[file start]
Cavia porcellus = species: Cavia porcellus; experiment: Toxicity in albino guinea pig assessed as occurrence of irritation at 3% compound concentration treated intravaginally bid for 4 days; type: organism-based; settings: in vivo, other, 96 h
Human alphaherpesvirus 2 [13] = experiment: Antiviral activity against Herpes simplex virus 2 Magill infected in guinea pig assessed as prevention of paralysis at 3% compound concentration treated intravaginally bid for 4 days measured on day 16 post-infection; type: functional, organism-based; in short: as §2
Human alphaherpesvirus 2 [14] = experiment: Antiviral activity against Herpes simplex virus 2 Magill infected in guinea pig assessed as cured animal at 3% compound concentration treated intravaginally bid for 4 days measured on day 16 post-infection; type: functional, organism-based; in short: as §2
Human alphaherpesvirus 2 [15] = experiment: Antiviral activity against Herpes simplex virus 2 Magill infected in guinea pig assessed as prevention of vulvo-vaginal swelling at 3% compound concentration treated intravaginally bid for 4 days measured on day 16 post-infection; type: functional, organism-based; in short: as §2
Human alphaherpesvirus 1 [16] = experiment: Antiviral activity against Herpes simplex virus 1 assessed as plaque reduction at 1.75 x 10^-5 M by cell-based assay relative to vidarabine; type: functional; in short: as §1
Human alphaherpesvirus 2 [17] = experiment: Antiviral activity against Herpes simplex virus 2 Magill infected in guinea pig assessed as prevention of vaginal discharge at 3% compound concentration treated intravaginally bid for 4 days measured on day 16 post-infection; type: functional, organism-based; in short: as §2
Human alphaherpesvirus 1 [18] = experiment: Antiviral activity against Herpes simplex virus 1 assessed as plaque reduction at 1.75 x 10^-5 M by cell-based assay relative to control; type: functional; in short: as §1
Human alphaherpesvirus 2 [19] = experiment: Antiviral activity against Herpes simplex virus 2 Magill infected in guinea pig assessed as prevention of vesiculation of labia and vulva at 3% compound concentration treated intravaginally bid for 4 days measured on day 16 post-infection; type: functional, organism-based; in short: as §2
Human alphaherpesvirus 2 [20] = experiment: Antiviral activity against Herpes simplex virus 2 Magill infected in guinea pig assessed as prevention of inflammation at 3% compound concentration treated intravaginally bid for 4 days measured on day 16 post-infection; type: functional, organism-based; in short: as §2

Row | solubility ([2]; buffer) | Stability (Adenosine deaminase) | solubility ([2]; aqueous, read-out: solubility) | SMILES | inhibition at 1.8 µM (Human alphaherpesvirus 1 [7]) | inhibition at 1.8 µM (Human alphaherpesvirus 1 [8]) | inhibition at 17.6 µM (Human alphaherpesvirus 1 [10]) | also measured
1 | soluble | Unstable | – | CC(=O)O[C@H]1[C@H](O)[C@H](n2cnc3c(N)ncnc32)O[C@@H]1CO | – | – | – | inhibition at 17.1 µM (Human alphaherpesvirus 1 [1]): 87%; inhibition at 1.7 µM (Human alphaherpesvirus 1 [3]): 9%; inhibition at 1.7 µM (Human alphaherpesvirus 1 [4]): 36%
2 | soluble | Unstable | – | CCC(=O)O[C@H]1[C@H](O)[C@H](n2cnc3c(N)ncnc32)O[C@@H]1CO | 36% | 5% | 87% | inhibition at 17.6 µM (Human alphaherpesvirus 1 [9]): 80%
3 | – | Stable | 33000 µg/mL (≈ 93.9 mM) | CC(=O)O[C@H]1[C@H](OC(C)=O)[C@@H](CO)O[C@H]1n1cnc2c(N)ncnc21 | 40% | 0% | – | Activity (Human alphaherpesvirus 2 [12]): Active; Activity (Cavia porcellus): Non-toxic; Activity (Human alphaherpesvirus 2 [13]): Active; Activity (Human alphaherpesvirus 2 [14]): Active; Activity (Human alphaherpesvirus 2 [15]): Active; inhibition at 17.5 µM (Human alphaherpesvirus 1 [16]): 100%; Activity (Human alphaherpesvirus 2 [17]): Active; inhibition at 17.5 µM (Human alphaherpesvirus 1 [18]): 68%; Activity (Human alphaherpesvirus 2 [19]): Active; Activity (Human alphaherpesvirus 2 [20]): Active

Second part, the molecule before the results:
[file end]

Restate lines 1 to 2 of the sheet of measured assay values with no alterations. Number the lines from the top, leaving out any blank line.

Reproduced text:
Cavia porcellus = species: Cavia porcellus; experiment: Toxicity in albino guinea pig assessed as occurrence of irritation at 3% compound concentration treated intravaginally bid for 4 days; type: organism-based; settings: in vivo, other, 96 h
Human alphaherpesvirus 2 [13] = experiment: Antiviral activity against Herpes simplex virus 2 Magill infected in guinea pig assessed as prevention of paralysis at 3% compound concentration treated intravaginally bid for 4 days measured on day 16 post-infection; type: functional, organism-based; in short: as §2